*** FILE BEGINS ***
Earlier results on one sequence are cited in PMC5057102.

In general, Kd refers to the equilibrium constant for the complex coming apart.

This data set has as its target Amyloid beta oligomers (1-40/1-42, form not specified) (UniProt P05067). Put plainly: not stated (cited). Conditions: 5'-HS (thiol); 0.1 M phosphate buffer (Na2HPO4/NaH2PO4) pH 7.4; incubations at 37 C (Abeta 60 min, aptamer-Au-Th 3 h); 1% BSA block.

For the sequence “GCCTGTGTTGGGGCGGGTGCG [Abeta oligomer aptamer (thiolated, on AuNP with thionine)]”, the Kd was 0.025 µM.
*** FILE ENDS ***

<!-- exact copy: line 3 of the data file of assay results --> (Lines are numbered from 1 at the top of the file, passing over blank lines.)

This data set has as its target Amyloid beta oligomers (1-40/1-42, form not specified) (UniProt P05067). Put plainly: not stated (cited). Conditions: 5'-HS (thiol); 0.1 M phosphate buffer (Na2HPO4/NaH2PO4) pH 7.4; incubations at 37 C (Abeta 60 min, aptamer-Au-Th 3 h); 1% BSA block.